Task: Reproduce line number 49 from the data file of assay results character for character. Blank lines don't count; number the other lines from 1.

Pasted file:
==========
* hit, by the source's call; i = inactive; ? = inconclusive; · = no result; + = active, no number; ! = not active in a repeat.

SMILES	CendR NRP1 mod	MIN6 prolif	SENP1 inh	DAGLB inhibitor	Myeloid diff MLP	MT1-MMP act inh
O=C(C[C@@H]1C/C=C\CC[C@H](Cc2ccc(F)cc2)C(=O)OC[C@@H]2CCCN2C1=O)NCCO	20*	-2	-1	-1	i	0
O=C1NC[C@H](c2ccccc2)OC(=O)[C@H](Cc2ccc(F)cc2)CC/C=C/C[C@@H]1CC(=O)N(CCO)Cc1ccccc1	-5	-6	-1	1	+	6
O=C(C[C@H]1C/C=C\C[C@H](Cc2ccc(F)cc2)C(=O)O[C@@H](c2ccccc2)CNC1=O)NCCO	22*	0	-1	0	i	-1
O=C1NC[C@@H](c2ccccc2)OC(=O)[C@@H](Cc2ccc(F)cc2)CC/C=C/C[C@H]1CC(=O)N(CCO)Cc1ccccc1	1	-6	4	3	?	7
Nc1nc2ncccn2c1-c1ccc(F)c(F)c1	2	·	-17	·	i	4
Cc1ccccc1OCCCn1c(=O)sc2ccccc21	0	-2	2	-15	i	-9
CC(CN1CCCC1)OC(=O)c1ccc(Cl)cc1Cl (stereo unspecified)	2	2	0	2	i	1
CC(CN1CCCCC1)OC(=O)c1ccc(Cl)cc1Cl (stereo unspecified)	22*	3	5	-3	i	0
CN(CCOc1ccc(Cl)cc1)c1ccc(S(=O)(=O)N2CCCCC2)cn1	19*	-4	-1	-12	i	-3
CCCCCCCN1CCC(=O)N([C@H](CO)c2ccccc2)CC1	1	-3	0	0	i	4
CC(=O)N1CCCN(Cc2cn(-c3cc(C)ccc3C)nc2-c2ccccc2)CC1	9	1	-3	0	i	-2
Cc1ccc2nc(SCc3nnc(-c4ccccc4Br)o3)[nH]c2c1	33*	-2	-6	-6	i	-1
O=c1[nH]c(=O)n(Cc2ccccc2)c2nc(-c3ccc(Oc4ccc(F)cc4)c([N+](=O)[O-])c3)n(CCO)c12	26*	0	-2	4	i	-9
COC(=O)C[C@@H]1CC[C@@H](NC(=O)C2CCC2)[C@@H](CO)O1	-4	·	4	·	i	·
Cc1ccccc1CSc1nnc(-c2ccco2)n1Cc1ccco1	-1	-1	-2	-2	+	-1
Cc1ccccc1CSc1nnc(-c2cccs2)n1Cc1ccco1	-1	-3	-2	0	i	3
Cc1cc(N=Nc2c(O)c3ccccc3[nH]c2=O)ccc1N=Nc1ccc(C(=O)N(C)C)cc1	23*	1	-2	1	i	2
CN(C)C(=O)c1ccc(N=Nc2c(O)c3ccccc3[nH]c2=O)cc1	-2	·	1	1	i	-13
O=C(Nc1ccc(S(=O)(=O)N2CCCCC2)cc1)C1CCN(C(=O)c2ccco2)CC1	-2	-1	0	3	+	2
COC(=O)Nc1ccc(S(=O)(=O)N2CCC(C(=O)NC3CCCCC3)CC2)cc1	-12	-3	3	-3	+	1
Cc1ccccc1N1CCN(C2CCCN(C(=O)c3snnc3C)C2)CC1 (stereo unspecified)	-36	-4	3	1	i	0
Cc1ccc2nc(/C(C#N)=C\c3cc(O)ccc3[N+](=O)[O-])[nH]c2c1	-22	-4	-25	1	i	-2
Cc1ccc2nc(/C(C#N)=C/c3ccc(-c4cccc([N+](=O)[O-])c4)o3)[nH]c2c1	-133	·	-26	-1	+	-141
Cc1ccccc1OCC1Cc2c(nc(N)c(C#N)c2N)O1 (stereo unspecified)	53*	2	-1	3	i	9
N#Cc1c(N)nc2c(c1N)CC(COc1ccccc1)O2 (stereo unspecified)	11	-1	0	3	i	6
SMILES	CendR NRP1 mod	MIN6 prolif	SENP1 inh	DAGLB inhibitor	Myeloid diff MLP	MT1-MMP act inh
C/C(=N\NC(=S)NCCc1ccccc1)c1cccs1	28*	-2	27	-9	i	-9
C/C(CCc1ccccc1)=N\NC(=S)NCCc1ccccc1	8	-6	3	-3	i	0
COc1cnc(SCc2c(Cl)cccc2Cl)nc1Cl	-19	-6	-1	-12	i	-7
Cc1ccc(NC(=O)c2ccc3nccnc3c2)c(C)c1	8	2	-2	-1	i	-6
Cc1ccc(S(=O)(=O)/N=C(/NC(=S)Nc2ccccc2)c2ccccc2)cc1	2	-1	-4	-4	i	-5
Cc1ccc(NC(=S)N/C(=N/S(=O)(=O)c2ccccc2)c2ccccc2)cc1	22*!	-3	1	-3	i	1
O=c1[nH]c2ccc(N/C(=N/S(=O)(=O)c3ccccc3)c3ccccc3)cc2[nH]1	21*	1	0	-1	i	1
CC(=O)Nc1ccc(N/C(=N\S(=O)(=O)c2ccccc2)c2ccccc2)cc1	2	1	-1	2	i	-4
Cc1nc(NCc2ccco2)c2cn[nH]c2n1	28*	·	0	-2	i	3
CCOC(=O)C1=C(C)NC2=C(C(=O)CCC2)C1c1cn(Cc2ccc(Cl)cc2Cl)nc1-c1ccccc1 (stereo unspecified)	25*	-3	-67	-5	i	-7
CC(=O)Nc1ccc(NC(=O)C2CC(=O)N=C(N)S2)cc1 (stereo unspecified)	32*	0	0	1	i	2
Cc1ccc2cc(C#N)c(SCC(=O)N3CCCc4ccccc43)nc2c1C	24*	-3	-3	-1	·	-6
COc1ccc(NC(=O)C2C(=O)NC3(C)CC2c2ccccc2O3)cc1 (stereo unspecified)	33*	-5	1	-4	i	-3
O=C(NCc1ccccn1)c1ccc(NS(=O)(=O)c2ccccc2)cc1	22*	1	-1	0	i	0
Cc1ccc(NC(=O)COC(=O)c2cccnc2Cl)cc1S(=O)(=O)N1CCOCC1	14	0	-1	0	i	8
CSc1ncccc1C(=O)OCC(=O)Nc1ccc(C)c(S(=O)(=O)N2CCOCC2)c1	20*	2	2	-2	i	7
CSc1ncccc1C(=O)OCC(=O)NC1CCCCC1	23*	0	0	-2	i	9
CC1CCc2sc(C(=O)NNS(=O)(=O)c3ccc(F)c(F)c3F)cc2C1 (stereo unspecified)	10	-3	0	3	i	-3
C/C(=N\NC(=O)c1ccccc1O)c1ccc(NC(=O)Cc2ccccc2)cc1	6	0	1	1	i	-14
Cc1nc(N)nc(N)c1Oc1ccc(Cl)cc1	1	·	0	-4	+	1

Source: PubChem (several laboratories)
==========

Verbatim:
Source: PubChem (several laboratories)